Maritime Rights refers to a movement of the maritime provinces of Nova Scotia, New Brunswick and Prince Edward Island. It was necessitated by the national policy that started as a result of confederation in 1867. The Maritime Rights occurred around 1919 to 1927 when the grievances of the Maritimers were heard.
The Maritimers agitated for their rights because apparently they were denied their rights a great deal. The policies of the federal government imposed tariffs and rates on them. This affected business merchants, manufacturers, fishermen, and local Maritime consumers.
The Intercolonial railway was moved from the Maritime Region to Ontario. Freight rates were also raised sharply. Rules and policies concerning maritime ports and railroad were also changed to suit the interests of central Canada more than the residents of Maritime region. This led to agitations by the Maritimers.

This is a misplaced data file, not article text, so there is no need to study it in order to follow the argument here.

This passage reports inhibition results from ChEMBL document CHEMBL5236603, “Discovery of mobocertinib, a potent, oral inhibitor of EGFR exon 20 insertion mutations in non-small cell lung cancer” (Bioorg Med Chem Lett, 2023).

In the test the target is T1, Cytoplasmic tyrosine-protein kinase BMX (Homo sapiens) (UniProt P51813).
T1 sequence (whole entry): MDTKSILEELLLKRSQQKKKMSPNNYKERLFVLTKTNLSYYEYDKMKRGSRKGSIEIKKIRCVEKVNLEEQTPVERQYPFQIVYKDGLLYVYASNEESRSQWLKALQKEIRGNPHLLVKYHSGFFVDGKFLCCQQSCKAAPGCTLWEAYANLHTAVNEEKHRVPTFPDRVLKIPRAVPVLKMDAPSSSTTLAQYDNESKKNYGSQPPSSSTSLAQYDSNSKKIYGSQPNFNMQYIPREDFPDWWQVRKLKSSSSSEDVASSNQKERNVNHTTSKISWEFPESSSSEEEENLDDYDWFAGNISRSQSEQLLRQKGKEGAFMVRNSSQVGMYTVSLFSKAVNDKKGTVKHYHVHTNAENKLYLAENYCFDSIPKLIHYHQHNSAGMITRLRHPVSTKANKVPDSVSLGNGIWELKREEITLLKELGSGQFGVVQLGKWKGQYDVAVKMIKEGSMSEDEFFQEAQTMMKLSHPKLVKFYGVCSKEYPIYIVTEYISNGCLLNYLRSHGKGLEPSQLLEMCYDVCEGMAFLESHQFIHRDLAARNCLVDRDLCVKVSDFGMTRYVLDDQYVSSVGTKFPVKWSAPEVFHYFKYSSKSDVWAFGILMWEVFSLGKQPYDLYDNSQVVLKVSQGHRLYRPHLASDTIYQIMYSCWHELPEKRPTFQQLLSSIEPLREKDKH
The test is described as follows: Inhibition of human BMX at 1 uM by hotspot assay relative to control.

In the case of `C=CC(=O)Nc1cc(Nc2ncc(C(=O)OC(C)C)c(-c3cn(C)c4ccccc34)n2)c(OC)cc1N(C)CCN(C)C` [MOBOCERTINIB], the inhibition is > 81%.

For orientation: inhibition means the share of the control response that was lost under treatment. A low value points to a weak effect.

Various company managers, merchants and politicians from Maritime region started to fight for their rights, leading to the formation of Maritime Rights Movement which sponsored candidates to win elections in the general elections of Canada from 1922 until they commanded majority leaders in the provinces of Maritime. This led to the reduction of freight rates and some policies were made less stringent as a result of the movement.
The Maritime Rights is important for Hist. 2231 because it enables learners to understand the origin of freedoms and rights that Maritimers currently enjoy, and how they can be made even more significant in their lives.